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Forums > Getting Things Done®

Procrastination help



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cjuzda

Posted: Jul 19, 2010
Score: 1



I'm a huge fan of Taska as the best GTD app and would not leave it unless there was something really superior, which I think would be difficult to do, but can't stop looking for new stuff. I believe I completely "get" GTD but I'm also considering going to something much simpler, not really GTD but a simpler list that will provide more focus somehow. My biggest problem is that I seem to spend more time tweaking my system/lists and looking for new, better solutions than actually doing stuff - classic procrastination and now GTD seems to be enabling procrastination by providing a diversion, rather than reducing it. Any tips for dealing with this issue?
Andrew A

Posted: Jul 19, 2010
Score: 0



LOL. Don't get lost in the system! Doesn't matter what approach you take, you might end up constantly tweaking that one too!

If you get GTD as fully as you claim, then you know that, in all honesty, there is not that much detail too it.. it a customizable approach. I use a very sparse version compared to some (proxomo comes to mind), and it works. However, that said, I believe in the intuitive approach for next tasks, don't think I need automatic promotion of subtasks to next action, other automatic doohickeysm or project managenent gtd software. My view is this task management and that I drive my tasks, not the other way around.

Folders for projects (though I wish there was more room), a folder for single actions, and contexts for the rest.

I do use waiting and delegated statuses.

Higher level items are not in Toodledo for the most part, though I do use Goals a little. I find this handles everything up to the 30,000 foot view for me (key here, for me).

Hope this helps, perhaps all you needed to remember was that GTD can be the system you need if you can walk away from the system you created?????
Claudio

Posted: Jul 19, 2010
Score: 0



Take a look at ZTD: http://zenhabits.net/zen-to-done-ztd-the-ultimate-simple-productivity-system/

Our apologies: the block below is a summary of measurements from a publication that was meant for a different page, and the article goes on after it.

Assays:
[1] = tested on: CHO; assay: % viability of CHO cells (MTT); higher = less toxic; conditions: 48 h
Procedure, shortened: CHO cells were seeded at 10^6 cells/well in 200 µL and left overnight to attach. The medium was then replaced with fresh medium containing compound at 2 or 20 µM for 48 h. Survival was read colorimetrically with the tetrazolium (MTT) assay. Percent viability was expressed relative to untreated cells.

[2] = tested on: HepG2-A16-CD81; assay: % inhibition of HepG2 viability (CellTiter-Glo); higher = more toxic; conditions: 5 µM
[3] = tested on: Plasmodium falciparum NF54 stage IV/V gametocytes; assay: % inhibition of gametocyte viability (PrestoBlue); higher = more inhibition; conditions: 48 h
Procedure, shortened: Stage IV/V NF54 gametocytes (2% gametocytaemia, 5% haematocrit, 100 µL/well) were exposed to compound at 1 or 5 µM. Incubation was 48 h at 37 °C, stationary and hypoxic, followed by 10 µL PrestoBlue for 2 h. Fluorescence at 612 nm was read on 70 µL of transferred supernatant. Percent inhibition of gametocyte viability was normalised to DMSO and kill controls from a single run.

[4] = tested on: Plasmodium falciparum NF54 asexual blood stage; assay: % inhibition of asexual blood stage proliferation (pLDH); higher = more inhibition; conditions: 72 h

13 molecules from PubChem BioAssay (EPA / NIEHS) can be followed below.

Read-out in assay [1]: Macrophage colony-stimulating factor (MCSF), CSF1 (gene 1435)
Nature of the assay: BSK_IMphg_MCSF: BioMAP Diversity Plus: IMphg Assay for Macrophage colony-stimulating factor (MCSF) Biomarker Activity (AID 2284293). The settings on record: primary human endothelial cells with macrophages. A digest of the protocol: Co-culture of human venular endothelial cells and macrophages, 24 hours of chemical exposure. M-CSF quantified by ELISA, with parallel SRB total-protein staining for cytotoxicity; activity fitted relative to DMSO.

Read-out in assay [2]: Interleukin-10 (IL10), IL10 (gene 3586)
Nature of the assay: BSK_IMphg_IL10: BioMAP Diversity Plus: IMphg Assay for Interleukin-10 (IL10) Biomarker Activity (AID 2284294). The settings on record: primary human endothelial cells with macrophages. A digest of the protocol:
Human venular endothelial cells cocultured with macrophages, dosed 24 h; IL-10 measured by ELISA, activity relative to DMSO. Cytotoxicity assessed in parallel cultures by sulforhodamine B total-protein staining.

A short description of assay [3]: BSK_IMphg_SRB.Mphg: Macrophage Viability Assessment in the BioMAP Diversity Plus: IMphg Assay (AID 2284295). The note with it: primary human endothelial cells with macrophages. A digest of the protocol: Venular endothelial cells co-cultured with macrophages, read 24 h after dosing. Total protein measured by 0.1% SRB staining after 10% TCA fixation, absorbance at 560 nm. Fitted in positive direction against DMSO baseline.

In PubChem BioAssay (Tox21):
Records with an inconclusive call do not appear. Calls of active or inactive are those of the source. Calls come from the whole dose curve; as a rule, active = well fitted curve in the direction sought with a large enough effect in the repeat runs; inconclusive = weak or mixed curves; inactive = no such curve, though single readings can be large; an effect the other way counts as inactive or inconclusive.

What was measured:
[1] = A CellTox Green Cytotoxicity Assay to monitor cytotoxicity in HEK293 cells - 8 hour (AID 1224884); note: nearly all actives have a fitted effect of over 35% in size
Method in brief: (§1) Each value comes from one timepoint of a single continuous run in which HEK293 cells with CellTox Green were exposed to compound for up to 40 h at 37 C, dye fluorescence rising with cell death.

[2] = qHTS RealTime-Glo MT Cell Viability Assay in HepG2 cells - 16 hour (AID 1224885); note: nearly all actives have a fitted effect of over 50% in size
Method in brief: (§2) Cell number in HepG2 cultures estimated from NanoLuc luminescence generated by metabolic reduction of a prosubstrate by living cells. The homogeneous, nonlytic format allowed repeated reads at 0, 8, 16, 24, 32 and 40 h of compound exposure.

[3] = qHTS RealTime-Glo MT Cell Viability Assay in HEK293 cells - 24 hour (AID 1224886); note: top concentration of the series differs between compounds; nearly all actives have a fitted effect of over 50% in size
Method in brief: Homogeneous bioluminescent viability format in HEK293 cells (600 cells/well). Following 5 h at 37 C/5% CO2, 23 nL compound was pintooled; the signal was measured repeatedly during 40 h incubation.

This message was edited Jul 19, 2010.
cjuzda

Posted: Jul 19, 2010
Score: 0



Thanks for the input, hopefully others can add - Looked briefly at ZTD and there are some interesting points. I looked at Mark Forster's auto focus and I like that approach. I can easily modify Taska to fit it by moving all my usual "areas": Wealth, Health,Family, etc. into two lists "Backlog" and "Active". I'll use Taska's excellent Action List feature to highlight items off whichever list I'm working from that I am going to do next. One thing I've decided on is to more or less eliminate the use of "due dates" unless they are Really hard, in which case I'll move that task to the calendar (which, granted, is what GTD prescribes)it to the calendar. I have a tendency to think "I'll do this on Tuesday", set a due date and on Tuesday, there it is but it's not really "due". Auto Focus presumes your intuition at the time will be correct in determining if something should get done and/or you actually feel like doing it. I don't feel that by design Auto Focus is the most efficient system by any means but it may be more effective for me at least, from a practical standpoint of getting things done and it may lead to less "playing" with solutions and more action. However, I will retain the use of contexts as they are very useful under any circumstances - Taska will allow me to quickly filter my lists by context anyway.